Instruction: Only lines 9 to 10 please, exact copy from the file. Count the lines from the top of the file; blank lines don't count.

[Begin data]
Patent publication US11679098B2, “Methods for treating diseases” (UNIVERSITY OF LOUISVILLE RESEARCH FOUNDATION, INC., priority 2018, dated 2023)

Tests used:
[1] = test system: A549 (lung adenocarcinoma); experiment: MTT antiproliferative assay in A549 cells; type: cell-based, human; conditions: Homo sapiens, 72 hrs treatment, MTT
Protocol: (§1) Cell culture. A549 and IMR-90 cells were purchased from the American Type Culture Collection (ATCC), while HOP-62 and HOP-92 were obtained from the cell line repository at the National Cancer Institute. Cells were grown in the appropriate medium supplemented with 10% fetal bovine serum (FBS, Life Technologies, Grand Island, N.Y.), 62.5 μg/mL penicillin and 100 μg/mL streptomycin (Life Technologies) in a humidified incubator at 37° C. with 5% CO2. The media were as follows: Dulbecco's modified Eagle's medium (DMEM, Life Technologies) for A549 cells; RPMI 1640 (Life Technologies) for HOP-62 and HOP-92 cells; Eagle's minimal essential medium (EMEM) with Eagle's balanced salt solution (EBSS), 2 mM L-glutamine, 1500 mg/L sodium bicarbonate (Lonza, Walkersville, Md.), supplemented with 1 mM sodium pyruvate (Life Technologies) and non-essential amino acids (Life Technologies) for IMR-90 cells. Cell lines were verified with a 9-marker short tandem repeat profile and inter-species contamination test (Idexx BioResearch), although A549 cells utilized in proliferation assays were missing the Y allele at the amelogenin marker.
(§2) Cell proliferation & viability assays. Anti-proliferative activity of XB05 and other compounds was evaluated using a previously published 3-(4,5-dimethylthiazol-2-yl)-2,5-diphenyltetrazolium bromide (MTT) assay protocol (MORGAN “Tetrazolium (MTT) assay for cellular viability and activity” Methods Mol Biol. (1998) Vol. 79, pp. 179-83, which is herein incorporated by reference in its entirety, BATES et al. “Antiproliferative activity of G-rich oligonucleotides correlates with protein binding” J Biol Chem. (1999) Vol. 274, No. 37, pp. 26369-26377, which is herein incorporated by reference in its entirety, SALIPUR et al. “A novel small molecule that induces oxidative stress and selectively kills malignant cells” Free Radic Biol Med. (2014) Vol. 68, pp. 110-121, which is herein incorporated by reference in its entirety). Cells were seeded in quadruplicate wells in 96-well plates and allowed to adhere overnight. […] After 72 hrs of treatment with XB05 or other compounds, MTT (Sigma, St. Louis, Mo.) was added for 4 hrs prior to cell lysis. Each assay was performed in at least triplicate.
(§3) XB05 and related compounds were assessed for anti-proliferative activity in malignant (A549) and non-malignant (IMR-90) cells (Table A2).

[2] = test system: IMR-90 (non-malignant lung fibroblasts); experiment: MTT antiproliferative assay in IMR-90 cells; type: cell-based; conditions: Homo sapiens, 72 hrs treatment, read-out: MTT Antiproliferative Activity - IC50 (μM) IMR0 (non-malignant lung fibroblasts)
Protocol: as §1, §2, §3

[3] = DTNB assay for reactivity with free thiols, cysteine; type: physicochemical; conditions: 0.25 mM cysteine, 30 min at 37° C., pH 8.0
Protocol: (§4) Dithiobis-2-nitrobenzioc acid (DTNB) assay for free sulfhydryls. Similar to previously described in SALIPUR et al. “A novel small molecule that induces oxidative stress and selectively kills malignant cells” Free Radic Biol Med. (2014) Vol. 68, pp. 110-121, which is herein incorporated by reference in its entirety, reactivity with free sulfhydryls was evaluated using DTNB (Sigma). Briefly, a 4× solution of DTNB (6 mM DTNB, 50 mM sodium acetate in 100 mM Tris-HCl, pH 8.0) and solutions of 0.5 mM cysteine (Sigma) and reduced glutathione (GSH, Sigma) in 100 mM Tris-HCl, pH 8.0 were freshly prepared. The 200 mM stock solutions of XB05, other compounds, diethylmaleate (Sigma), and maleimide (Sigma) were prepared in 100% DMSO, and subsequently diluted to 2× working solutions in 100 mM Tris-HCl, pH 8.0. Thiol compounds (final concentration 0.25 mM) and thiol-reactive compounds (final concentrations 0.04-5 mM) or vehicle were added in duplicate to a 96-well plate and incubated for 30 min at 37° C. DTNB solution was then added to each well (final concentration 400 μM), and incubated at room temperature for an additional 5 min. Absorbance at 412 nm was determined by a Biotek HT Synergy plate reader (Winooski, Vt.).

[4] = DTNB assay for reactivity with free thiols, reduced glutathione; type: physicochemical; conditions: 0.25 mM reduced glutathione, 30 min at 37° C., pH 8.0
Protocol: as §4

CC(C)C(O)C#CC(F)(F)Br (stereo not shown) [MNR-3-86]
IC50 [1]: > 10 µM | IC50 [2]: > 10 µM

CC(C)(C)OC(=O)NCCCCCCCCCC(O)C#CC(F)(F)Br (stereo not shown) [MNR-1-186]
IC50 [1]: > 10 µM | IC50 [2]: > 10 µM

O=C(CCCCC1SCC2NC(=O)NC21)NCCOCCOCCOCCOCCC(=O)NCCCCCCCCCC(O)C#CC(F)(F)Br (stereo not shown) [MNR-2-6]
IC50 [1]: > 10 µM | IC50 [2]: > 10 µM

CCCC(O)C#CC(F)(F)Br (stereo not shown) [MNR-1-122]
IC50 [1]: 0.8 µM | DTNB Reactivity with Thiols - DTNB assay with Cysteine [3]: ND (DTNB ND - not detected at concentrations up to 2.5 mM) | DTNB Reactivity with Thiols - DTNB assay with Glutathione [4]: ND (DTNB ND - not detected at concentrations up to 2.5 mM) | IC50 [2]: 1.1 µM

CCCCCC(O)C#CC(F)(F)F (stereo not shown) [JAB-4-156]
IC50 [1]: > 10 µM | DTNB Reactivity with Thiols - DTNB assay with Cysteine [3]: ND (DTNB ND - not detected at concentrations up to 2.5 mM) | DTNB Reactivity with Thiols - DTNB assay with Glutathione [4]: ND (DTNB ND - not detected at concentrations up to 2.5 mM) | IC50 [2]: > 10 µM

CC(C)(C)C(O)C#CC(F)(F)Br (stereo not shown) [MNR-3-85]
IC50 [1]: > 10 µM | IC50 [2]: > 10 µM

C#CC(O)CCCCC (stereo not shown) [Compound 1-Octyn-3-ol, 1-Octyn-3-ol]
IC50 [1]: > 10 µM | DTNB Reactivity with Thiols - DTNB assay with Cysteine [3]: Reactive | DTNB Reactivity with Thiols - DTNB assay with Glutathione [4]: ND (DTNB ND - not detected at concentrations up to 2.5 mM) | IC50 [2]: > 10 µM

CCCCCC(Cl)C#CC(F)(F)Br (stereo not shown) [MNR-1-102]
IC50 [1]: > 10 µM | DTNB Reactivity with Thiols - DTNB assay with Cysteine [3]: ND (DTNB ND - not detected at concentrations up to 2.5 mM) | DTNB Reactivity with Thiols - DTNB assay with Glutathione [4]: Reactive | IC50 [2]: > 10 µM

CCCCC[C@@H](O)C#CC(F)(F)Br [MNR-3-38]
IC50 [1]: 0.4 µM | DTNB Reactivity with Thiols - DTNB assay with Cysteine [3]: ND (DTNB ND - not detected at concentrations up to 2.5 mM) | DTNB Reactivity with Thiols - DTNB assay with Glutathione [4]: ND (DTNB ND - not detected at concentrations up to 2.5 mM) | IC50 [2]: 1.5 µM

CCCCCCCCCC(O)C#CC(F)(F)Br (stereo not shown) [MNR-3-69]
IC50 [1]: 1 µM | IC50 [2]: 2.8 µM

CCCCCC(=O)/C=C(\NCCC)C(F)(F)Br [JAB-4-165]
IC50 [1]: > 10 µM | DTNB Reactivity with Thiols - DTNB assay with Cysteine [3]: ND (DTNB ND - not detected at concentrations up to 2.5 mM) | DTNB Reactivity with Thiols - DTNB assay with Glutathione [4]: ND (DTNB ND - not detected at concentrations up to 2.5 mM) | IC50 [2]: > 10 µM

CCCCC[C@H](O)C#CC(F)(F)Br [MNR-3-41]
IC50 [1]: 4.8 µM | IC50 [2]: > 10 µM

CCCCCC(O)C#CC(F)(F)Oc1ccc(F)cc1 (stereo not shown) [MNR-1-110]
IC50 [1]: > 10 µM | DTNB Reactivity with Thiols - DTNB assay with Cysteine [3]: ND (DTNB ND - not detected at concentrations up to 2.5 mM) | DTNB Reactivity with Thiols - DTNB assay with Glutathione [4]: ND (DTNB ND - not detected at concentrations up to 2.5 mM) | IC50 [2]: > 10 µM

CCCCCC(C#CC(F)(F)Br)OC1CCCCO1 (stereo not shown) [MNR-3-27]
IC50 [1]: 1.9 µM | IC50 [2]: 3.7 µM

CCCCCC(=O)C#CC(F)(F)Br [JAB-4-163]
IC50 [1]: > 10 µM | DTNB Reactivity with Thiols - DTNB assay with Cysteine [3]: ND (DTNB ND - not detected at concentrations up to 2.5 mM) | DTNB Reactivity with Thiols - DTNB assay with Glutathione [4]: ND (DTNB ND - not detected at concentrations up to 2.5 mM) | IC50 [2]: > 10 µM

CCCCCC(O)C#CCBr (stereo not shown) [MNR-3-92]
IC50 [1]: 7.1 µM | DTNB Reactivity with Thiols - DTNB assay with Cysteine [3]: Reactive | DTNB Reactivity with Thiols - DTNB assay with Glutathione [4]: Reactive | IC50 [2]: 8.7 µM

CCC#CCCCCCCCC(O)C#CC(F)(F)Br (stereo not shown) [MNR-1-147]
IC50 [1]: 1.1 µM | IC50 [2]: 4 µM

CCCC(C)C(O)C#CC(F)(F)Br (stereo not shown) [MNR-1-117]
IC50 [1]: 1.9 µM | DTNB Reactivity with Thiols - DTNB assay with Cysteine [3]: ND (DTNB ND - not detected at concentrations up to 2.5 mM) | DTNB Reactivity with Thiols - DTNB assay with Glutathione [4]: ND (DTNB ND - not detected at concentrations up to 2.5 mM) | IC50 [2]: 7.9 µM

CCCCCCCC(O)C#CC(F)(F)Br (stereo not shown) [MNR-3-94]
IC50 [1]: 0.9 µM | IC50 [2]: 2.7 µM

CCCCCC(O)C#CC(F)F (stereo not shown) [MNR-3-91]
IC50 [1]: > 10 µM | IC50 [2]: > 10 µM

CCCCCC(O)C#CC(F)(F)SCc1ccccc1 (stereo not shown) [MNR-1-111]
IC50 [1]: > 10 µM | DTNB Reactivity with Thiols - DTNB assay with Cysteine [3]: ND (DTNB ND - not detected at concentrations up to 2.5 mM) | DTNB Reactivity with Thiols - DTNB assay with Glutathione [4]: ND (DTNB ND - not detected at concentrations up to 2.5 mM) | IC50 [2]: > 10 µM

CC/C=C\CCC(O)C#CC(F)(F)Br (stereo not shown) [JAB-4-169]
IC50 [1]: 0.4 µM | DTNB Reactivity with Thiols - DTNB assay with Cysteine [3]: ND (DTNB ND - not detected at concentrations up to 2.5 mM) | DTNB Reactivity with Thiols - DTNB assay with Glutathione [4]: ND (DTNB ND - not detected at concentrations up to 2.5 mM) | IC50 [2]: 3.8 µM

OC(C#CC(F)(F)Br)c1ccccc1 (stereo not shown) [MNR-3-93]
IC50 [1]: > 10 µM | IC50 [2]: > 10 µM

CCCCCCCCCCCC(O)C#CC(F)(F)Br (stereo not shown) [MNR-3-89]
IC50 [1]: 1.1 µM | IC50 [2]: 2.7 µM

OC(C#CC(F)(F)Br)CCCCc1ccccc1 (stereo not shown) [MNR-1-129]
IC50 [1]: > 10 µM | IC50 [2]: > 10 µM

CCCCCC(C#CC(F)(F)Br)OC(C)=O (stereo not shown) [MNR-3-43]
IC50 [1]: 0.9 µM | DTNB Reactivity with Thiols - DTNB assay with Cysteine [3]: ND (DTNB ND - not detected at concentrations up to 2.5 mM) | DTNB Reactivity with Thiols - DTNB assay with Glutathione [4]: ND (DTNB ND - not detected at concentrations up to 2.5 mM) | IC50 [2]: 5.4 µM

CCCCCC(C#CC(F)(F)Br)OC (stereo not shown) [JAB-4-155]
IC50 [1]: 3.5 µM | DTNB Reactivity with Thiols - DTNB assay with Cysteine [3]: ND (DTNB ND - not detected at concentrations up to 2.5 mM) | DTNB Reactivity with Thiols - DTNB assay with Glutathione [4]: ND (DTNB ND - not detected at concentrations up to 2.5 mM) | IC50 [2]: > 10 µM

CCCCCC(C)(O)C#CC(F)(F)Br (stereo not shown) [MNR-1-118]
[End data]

[3] = DTNB assay for reactivity with free thiols, cysteine; type: physicochemical; conditions: 0.25 mM cysteine, 30 min at 37° C., pH 8.0
Protocol: (§4) Dithiobis-2-nitrobenzioc acid (DTNB) assay for free sulfhydryls. Similar to previously described in SALIPUR et al. “A novel small molecule that induces oxidative stress and selectively kills malignant cells” Free Radic Biol Med. (2014) Vol. 68, pp. 110-121, which is herein incorporated by reference in its entirety, reactivity with free sulfhydryls was evaluated using DTNB (Sigma). Briefly, a 4× solution of DTNB (6 mM DTNB, 50 mM sodium acetate in 100 mM Tris-HCl, pH 8.0) and solutions of 0.5 mM cysteine (Sigma) and reduced glutathione (GSH, Sigma) in 100 mM Tris-HCl, pH 8.0 were freshly prepared. The 200 mM stock solutions of XB05, other compounds, diethylmaleate (Sigma), and maleimide (Sigma) were prepared in 100% DMSO, and subsequently diluted to 2× working solutions in 100 mM Tris-HCl, pH 8.0. Thiol compounds (final concentration 0.25 mM) and thiol-reactive compounds (final concentrations 0.04-5 mM) or vehicle were added in duplicate to a 96-well plate and incubated for 30 min at 37° C. DTNB solution was then added to each well (final concentration 400 μM), and incubated at room temperature for an additional 5 min. Absorbance at 412 nm was determined by a Biotek HT Synergy plate reader (Winooski, Vt.).